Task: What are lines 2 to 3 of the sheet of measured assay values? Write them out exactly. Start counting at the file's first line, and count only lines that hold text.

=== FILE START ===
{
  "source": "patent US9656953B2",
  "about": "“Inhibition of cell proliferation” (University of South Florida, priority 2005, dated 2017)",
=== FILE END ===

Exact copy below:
  "source": "patent US9656953B2",
  "about": "“Inhibition of cell proliferation” (University of South Florida, priority 2005, dated 2017)",